Something really strange is happening in America in 2008: American’s, their leaders, and the press seem to have woken up to the fact that the rest of the world doesn’t like them quite so much anymore.
The references to America’s standing in the world have been peppered throughout the election campaign, most regularly from Obama, but also in the recent slew of newspaper editorials as well. The NY Times in support Obama had this to say:
The United States is battered and drifting after eight years of President Bush?¢‚Ç¨‚Ñ¢s failed leadership. He is saddling his successor with two wars, a scarred global image….
Both presidential candidates talk about strengthening alliances in Europe and Asia, including NATO, and strongly support Israel. Both candidates talk about repairing America?¢‚Ç¨‚Ñ¢s image in the world….
There would appear to be a shift away from the America! Fuck Yeah! ethos so nicely put in Team America World Police, a blind idea by all Americans that they are the best of the best, superior to the rest of the world, and that every other country should be like them.
For once, some Americans at least now care that the world thinks less of them.
The shift isn’t huge; the acceptance that America needs to play nicer in world affairs and earn respect hasn’t fully replaced the blind ideology of American supremacy over all.
Oddly enough, it’s Obama who calls upon this idea of American supremacy more than McCain, at least in the speeches I’ve seen from both.
I cringe every time Obama says that his story would only be possible in America, because it’s so patently untrue, and so patently populist crap pandering to base nationalism. Obama’s story could have been possible in any number of countries, from my own Australia, New Zealand, the United Kingdom, western Europe, South America (economically less so, but the racial mix most definitely)…and numerous other places.
There is of course nothing wrong with being proud of your country, but there is a difference in blindly believing that your country is the best of the best, and that you a superior in every way, and that others do not share or enjoy the same freedoms and benefits you do.
The numerous times I’ve been asked on my trips to the United States when I’d be moving there (honestly) I’ve responded that I am happy with the country I live in, and although I like visiting places, I don’t feel an urge to leave because some how (in at least some of these people’s minds) that America is better.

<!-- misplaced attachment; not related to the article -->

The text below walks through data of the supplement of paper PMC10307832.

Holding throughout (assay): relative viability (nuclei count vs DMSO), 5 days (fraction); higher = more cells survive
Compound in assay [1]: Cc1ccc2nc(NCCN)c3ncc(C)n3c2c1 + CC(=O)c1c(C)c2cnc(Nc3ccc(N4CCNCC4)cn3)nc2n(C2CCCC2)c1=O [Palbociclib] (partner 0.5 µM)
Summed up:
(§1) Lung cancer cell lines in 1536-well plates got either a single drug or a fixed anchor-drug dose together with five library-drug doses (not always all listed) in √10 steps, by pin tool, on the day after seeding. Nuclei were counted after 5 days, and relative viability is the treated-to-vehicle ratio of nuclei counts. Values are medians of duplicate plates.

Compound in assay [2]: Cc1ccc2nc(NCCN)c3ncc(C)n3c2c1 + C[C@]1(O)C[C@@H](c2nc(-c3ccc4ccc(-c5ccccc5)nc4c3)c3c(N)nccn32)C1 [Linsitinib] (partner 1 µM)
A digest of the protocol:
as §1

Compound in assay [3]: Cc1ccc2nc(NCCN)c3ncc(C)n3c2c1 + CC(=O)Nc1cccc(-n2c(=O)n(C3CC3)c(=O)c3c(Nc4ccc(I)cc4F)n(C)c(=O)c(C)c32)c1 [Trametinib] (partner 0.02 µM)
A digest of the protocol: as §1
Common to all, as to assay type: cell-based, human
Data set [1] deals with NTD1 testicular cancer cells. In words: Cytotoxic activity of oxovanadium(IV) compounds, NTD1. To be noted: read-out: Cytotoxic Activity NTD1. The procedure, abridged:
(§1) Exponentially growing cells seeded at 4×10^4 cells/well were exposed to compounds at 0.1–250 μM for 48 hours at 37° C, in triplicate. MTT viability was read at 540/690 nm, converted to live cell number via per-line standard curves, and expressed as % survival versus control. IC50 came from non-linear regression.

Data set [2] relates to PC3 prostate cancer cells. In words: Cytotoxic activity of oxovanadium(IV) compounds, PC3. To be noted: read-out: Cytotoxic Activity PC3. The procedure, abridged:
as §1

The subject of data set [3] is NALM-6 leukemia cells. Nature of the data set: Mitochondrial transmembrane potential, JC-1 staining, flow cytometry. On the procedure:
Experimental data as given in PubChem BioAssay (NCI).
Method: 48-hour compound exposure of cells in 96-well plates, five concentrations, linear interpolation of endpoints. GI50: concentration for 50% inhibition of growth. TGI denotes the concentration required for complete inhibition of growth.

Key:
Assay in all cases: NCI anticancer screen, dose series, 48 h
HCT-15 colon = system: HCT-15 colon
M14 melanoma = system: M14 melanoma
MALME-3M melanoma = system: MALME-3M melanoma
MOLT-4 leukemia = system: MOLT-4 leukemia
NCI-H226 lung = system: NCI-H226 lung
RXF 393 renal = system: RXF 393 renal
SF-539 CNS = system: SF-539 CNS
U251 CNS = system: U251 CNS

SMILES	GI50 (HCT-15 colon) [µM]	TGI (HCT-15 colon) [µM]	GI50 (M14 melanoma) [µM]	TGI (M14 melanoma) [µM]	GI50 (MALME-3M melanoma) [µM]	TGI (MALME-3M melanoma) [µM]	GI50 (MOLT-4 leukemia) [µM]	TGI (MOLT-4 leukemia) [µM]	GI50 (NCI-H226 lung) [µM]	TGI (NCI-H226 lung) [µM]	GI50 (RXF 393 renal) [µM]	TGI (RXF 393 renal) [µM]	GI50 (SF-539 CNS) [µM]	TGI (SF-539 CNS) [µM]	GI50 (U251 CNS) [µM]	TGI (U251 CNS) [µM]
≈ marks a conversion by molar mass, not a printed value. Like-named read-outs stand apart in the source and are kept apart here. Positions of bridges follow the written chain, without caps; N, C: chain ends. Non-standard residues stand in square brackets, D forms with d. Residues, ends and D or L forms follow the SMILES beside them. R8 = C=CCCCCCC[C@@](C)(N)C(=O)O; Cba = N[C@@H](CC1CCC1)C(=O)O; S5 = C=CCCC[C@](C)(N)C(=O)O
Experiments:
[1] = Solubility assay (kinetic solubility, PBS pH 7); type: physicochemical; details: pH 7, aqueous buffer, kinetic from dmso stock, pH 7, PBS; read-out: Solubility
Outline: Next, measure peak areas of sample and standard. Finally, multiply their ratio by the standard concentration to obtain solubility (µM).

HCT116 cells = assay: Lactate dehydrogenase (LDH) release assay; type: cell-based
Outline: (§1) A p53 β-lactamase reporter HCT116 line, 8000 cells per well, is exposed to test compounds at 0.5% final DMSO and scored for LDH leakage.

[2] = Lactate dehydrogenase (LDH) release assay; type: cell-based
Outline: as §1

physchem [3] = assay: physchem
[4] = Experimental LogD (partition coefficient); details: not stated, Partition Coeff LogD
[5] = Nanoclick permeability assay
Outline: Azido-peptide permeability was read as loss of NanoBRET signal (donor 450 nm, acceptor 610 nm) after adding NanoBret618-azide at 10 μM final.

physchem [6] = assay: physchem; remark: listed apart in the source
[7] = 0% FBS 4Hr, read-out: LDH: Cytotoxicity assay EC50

The difference is in grounded reality. I love Australia, but I know it isn’t perfect, for example these words could be blocked soon from being seen by my fellow countrymen due to our Governments inability to understand free speech. But there are many positives as well. Americans tend to overstate the positives and ignore the negatives, or downplay them more than people in other countries. One small example: homeless people aren’t an issue regularly discussed there, but every time I visit I’m horrified by the huge number of beggars in some cities on every corner.
Health care: how exactly can the richest country in the history of the world not look after every person? It’s not socialism to keep people alive: it’s loving thy neighbor, it’s looking after everyone because you should morally do so.
It’s a positive trend that the United States is finally taking into account how others see it. It may also be reflective of looking inwards, and realizing that all is not perfect in the land of the free. There’s still some way to go, but finally America might be saying Fuck No, we can and should do better, and that we are not perfect.